In three years on the varsity team at Plainfield East High School in Illinois, he finished as one of the top five rushers in the state each year. However, when Division 1 recruiters came to visit, they rarely had any interest. Mayon’s coach sold him hard but the result was only a few preferred walk-on offers. That wasn’t good enough to him.

“At the time, I had too much pride, I think, to take any of the walk-ons,” Mayon says. “I felt like I worked too hard and I’m really working my tail off in a weight room, I’m doing good on the football field and I wanted to play scholarship ball. Northern Michigan was the only D2 school to offer me that.”

That worked out pretty well for the Wildcats, as they got the school’s all-time leading rusher and single-season record holder out of the deal, but even they didn’t know what Mayon would be.

“When I was close to breaking the record, one of my coaches who recruited me said ‘did you know that when we first recruited, you were the fifth back on the roster and weren’t expected to play,'” Mayon grins slightly.

“I never knew that. I just came there and I worked my tail off, kept it going and had a positive mind set.”

In many ways, history is repeating itself in Germany, with Mayon exceeding all expectations in his rookie year. The back won’t take all the credit, quickly pointing to an offensive line that “loves to make a point when they’re on the field” and a receiving corps that has bought into their blocking responsibilities as reasons for his success.

Jake Mayon #34 battling through wave of Dresden Monarchs Photo Nicol Marschall

Still, knowing they can expect almost eight yards every time Mayon touches the football has provided offensive stability for the Royals and allowed them to juggle quarterbacks PJ Settles and Giovanni Rescigno for strategic advantage. Through eight weeks, he has rushed for 341 more yards by himself than the team has thrown for.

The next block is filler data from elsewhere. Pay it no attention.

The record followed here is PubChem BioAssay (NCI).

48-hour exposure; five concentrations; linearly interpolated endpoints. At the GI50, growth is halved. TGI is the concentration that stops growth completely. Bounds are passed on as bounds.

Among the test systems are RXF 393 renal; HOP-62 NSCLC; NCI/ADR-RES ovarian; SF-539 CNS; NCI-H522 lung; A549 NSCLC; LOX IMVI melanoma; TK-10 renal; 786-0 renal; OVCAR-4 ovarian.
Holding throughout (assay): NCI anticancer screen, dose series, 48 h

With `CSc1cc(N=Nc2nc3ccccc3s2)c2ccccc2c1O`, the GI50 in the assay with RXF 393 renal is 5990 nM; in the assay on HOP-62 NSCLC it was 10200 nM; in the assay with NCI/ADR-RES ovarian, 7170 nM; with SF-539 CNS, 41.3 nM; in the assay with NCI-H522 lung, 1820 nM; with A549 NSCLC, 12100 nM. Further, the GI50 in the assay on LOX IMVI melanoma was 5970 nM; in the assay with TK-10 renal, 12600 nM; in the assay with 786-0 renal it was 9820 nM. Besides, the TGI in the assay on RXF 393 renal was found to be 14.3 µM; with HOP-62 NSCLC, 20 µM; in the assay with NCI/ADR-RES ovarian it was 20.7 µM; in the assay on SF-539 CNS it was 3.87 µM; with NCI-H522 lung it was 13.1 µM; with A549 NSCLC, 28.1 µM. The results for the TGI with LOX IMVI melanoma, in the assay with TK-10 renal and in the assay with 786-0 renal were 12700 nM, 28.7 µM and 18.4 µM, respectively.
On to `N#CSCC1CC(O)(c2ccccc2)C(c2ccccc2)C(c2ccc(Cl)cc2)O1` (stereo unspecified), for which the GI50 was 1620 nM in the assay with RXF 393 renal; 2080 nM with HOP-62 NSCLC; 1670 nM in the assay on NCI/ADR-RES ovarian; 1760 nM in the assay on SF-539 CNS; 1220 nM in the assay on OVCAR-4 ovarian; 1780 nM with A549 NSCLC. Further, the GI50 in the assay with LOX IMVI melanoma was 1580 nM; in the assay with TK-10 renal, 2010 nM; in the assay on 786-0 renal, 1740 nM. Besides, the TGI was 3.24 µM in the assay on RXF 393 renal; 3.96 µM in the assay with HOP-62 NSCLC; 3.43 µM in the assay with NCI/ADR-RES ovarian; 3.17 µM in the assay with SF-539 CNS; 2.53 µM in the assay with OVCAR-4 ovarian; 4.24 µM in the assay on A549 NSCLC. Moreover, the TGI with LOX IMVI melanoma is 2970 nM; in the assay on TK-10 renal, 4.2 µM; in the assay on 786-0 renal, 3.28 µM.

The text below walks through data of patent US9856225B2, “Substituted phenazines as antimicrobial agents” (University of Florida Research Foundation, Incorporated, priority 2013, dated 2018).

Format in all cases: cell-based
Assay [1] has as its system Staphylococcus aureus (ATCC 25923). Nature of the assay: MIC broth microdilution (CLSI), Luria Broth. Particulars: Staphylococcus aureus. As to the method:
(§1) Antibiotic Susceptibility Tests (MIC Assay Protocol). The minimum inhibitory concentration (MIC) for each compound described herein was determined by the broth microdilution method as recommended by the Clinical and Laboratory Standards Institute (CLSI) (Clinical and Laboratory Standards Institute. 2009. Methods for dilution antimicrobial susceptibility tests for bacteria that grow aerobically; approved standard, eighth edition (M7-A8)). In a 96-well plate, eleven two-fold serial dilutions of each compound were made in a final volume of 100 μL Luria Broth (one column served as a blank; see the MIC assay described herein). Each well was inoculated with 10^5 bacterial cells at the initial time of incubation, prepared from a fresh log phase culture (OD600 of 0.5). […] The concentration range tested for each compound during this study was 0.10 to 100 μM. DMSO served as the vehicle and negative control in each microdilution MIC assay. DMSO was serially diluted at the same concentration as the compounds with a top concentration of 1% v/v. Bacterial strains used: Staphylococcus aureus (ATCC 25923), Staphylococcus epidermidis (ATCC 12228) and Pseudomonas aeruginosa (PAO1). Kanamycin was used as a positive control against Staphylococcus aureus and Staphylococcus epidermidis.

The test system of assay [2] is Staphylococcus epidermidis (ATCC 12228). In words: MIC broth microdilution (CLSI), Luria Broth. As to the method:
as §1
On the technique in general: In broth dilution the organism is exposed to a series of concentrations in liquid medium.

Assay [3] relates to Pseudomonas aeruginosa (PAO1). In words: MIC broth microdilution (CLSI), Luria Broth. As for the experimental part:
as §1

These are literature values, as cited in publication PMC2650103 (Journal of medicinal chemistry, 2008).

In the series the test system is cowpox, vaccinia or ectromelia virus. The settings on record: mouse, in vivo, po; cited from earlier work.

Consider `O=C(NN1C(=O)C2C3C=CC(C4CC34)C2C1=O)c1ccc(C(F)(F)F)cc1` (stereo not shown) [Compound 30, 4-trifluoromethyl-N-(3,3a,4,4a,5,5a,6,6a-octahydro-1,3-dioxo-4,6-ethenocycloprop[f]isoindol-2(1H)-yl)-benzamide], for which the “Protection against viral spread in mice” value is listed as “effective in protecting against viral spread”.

A revamped New Yorker Lions teams and a fast-paced, blitz-heavy defense are the next test, but should Mayon keep up his pace, a shot at the German Bowl could be a real possibility. That could hardly have been conceived of when the Royals re-entered competition in 2012 in the fifth division of German football.

Mayon hopes his high level of play will open up opportunities for him back home, but he’s actively pushing those thoughts from his mind. He loves it in Potsdam and won’t let anything get in the way of the end goal.

“I’m just staying focused, grinding, trying to be the best I can right now.  The rest will come,” he says. “I hate to sound like that, but that’s just how I have to think when I’m playing and I’m trying to get to the German Bowl. I don’t like to overcomplicate it and get things mixed up in my brain.”

The thought instead is a simple one. Somebody finally wanted Jake Mayon and he’s doing everything he can to reward them for it.

J.C. Abbott is a student at the University of British Columbia and amateur football coach in Vancouver, Canada. A CFL writer for 3DownNation, his love of travel has been the root of his fascination with the global game.